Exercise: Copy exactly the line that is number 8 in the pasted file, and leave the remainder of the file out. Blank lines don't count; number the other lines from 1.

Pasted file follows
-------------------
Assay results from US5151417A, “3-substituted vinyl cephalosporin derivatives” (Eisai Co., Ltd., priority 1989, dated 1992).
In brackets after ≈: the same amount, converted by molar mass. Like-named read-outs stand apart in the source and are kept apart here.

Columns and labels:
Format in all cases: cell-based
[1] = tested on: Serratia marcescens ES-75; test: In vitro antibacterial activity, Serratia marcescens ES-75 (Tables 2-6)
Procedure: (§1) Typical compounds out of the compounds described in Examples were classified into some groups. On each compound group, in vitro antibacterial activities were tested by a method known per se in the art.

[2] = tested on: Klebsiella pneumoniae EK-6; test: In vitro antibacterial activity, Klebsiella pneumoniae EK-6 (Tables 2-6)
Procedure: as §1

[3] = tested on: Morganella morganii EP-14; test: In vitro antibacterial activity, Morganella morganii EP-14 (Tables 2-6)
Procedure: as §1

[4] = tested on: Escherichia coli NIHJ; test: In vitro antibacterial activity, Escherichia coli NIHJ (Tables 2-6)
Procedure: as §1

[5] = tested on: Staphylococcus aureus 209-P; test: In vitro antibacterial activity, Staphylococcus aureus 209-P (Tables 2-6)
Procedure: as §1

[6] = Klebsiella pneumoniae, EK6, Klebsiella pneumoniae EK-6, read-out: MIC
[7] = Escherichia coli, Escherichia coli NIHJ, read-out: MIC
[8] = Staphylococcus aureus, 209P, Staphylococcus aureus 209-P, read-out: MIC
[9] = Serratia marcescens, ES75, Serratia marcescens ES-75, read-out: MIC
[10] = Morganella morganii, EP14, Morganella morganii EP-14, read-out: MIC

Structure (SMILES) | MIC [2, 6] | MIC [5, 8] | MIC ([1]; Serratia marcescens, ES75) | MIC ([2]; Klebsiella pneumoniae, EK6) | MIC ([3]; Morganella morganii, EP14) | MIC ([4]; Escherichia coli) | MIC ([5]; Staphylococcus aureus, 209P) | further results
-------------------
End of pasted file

Procedure: as §1